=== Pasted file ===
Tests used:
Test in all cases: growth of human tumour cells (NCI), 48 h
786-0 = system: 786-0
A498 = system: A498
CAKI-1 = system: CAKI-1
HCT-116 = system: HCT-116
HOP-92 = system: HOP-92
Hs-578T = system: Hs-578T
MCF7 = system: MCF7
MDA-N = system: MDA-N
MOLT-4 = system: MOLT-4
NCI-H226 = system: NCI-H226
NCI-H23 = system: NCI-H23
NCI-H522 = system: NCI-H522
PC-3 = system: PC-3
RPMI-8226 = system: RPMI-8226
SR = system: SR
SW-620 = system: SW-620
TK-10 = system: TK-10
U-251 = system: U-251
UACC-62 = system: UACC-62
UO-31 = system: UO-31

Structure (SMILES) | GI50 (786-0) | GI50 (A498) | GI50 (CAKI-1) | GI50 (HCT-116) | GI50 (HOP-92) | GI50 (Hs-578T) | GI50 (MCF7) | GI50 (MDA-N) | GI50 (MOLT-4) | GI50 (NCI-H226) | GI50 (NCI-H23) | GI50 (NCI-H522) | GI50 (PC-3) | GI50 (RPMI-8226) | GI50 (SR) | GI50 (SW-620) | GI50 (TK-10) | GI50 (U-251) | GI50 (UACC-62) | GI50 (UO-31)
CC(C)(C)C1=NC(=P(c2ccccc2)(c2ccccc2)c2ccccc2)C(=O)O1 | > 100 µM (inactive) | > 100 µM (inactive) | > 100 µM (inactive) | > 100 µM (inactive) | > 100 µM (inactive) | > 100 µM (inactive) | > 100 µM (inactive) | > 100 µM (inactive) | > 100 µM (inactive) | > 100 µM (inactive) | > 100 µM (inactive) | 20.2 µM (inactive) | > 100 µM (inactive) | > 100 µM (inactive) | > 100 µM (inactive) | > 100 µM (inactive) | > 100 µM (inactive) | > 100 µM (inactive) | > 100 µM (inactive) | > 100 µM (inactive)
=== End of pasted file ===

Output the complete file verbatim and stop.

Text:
Tests used:
Test in all cases: growth of human tumour cells (NCI), 48 h
786-0 = system: 786-0
A498 = system: A498
CAKI-1 = system: CAKI-1
HCT-116 = system: HCT-116
HOP-92 = system: HOP-92
Hs-578T = system: Hs-578T
MCF7 = system: MCF7
MDA-N = system: MDA-N
MOLT-4 = system: MOLT-4
NCI-H226 = system: NCI-H226
NCI-H23 = system: NCI-H23
NCI-H522 = system: NCI-H522
PC-3 = system: PC-3
RPMI-8226 = system: RPMI-8226
SR = system: SR
SW-620 = system: SW-620
TK-10 = system: TK-10
U-251 = system: U-251
UACC-62 = system: UACC-62
UO-31 = system: UO-31

Structure (SMILES) | GI50 (786-0) | GI50 (A498) | GI50 (CAKI-1) | GI50 (HCT-116) | GI50 (HOP-92) | GI50 (Hs-578T) | GI50 (MCF7) | GI50 (MDA-N) | GI50 (MOLT-4) | GI50 (NCI-H226) | GI50 (NCI-H23) | GI50 (NCI-H522) | GI50 (PC-3) | GI50 (RPMI-8226) | GI50 (SR) | GI50 (SW-620) | GI50 (TK-10) | GI50 (U-251) | GI50 (UACC-62) | GI50 (UO-31)
CC(C)(C)C1=NC(=P(c2ccccc2)(c2ccccc2)c2ccccc2)C(=O)O1 | > 100 µM (inactive) | > 100 µM (inactive) | > 100 µM (inactive) | > 100 µM (inactive) | > 100 µM (inactive) | > 100 µM (inactive) | > 100 µM (inactive) | > 100 µM (inactive) | > 100 µM (inactive) | > 100 µM (inactive) | > 100 µM (inactive) | 20.2 µM (inactive) | > 100 µM (inactive) | > 100 µM (inactive) | > 100 µM (inactive) | > 100 µM (inactive) | > 100 µM (inactive) | > 100 µM (inactive) | > 100 µM (inactive) | > 100 µM (inactive)